I was helped much and given a few hand drawn maps by two kind young Mennonite men that worked a fine organic vegetable and strawberry market. They both were very inquiring of my name and book and of course helped me pick out the firmest squash and tomatoes to take back home. The one man was busy drawing for me a fine map that had a few turns and T’s in the road but he left out the names of the roads and lanes. His friend kindly smiled and turned to the other joking to him that “maybe he should put some names to those markings” he was making. I laughed and thought that was probably wise considering my experience and knowledge of the twisting country lanes out here in Kentucky. Well, unfortunately the map took me to a general store run by a man named Matthew who was very solemn but kind and quick. He listened to my story about my quest to find Sam Stoner, the blacksmith who makes fine knives and tomahawks. He then neatly took to drawing a map with two small bridges on it that would finally lead to Sam. It did and I was thankful to be here for the day was getting late.
I slowly walk up the lovely country drive to the scent of coal fire burning. I was excited for I knew he must be working on forging something special.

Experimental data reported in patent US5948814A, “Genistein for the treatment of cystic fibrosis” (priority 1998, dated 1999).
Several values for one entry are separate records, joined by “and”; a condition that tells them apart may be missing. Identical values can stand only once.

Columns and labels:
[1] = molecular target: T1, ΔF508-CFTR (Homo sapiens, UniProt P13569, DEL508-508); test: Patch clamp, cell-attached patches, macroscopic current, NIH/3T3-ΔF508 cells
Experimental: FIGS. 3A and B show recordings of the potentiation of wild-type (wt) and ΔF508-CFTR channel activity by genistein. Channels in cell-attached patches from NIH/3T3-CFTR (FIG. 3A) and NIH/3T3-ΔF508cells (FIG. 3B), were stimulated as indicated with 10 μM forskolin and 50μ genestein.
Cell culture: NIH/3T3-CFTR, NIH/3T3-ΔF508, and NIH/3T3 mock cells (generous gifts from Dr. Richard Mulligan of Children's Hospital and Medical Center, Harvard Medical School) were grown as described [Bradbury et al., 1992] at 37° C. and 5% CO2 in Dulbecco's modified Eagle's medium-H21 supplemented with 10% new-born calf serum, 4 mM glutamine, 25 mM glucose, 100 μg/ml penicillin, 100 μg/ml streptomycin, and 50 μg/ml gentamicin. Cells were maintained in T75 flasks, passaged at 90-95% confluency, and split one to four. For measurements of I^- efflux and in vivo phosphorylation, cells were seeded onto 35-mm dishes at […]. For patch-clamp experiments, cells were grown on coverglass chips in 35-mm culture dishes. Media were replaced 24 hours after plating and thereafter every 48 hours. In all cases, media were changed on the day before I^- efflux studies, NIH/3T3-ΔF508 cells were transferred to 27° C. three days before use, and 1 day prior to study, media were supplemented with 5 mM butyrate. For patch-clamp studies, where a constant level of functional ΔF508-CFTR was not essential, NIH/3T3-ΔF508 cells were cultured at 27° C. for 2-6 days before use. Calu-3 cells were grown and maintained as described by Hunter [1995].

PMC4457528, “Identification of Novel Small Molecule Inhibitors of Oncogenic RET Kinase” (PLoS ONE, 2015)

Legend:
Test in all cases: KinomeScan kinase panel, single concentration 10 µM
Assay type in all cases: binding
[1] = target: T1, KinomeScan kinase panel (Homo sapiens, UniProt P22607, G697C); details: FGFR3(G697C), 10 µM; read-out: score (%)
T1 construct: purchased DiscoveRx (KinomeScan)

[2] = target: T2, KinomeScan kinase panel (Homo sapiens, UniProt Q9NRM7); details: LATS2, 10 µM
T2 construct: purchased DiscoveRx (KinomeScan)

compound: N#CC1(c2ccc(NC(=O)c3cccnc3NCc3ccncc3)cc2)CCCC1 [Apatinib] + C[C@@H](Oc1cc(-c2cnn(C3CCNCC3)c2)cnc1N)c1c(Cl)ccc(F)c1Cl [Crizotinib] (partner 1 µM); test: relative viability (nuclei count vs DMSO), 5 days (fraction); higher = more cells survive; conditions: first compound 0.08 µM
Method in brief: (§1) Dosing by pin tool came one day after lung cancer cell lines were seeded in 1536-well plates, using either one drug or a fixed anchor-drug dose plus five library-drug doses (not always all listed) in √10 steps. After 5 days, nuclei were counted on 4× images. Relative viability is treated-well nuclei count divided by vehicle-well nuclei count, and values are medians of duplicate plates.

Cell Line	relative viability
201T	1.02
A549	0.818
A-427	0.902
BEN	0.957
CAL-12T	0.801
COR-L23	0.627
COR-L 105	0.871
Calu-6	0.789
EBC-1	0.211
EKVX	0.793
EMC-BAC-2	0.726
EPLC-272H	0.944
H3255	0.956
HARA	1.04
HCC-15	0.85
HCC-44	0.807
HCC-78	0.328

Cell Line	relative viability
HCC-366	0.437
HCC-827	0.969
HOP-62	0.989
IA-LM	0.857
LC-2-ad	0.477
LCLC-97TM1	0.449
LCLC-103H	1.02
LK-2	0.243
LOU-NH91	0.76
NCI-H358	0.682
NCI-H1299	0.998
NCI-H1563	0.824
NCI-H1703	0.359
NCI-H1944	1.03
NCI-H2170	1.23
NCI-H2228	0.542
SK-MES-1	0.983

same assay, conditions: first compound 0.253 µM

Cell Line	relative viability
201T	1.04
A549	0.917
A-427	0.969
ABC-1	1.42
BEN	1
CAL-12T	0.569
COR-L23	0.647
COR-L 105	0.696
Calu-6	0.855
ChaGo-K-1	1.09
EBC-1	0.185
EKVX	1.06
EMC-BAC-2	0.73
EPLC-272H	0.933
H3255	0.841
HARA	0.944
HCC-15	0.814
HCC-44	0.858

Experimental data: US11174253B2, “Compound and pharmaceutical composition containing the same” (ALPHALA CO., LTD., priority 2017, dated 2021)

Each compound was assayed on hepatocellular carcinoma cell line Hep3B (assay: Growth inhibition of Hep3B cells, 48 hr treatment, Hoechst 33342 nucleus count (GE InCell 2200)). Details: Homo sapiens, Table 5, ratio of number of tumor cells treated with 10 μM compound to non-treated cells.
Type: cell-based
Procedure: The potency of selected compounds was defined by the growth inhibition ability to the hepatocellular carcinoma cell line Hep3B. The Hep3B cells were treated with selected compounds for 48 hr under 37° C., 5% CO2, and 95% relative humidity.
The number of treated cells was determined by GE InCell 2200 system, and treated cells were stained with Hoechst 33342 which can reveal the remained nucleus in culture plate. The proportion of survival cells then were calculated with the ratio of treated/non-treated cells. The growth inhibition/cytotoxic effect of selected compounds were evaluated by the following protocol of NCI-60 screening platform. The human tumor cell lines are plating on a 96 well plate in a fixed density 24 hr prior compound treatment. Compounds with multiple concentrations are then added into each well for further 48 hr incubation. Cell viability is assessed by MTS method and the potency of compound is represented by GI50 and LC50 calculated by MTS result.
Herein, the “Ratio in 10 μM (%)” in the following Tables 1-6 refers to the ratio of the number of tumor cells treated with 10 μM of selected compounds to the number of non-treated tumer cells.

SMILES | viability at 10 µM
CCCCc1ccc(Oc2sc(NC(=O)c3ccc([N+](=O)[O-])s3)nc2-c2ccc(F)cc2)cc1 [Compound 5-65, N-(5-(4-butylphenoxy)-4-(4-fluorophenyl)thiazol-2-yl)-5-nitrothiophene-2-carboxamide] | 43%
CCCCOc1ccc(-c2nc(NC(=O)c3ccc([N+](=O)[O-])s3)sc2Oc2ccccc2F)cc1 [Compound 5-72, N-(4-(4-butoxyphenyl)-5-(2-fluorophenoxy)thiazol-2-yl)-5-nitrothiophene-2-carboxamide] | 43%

Sam was talking knife business with another local man and he smiled and seemed like he didn’t have a care in the world. I thought that here was a man who is very content and joyful at his craft.
When my turn came to speak I was eager to see and learn as much as I could. I explained my reason for coming to see him and about my book. Sam was more than happy to show me around and answer my questions. He even made a knife out of a railroad spike for me to see. I was thrilled to watch his process. Sam, unbeknownst to me, had just been interviewed for KET. He said I could capture some photographs as I watched him stoke and wind up the coal fire. The incredible show began…I was amazed and listened to him describe the bone and woods he liked to use, such as tiger maple, burled walnut, rosewood, ash and other hardwoods from the area. He would often use deer and elk antler. He would speak about the interesting and beautiful craft of jewelling the blade. His work was as beautiful to watch as his fine craftsmanship and artistic ability was displayed by each unique knife that was finished.